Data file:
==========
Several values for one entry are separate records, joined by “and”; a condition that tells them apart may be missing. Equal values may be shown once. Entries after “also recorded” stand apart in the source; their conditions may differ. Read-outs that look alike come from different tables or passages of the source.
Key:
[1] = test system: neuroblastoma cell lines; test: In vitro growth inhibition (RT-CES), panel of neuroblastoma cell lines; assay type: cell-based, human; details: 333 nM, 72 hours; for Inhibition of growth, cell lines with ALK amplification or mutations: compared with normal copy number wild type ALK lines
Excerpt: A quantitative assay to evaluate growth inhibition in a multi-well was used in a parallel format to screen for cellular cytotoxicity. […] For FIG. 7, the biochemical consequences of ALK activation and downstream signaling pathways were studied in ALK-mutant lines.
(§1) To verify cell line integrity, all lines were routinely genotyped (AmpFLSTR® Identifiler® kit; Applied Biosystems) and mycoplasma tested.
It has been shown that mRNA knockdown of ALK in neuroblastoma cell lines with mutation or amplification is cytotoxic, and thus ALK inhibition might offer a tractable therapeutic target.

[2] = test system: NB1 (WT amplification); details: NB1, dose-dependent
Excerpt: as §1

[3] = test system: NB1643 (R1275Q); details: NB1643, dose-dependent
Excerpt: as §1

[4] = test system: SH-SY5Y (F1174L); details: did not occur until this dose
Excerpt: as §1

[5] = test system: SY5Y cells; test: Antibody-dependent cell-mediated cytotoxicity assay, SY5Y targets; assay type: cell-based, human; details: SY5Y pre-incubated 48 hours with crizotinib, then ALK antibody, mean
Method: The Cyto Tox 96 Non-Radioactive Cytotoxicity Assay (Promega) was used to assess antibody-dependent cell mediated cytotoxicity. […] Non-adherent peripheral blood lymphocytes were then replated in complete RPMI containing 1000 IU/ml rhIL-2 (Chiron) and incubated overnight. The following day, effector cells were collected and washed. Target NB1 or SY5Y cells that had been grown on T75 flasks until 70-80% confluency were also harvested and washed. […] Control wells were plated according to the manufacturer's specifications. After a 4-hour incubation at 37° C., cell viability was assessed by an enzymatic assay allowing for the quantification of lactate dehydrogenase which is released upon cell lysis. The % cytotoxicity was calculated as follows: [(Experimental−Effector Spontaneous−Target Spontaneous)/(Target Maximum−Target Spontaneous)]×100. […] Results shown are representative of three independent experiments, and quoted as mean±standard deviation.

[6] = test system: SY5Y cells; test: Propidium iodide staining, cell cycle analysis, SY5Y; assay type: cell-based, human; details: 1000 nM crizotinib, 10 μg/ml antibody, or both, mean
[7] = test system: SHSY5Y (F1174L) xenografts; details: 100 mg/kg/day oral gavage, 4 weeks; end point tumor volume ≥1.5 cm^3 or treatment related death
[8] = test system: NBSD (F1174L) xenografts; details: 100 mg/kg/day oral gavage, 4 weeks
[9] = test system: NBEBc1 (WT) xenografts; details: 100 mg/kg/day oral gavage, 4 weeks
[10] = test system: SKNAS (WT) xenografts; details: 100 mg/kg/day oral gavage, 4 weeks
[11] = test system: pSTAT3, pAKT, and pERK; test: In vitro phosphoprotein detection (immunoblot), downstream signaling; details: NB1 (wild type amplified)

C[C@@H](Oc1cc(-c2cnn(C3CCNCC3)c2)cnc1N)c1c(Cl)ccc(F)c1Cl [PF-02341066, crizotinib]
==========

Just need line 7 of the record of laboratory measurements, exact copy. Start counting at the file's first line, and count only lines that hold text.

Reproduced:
[2] = test system: NB1 (WT amplification); details: NB1, dose-dependent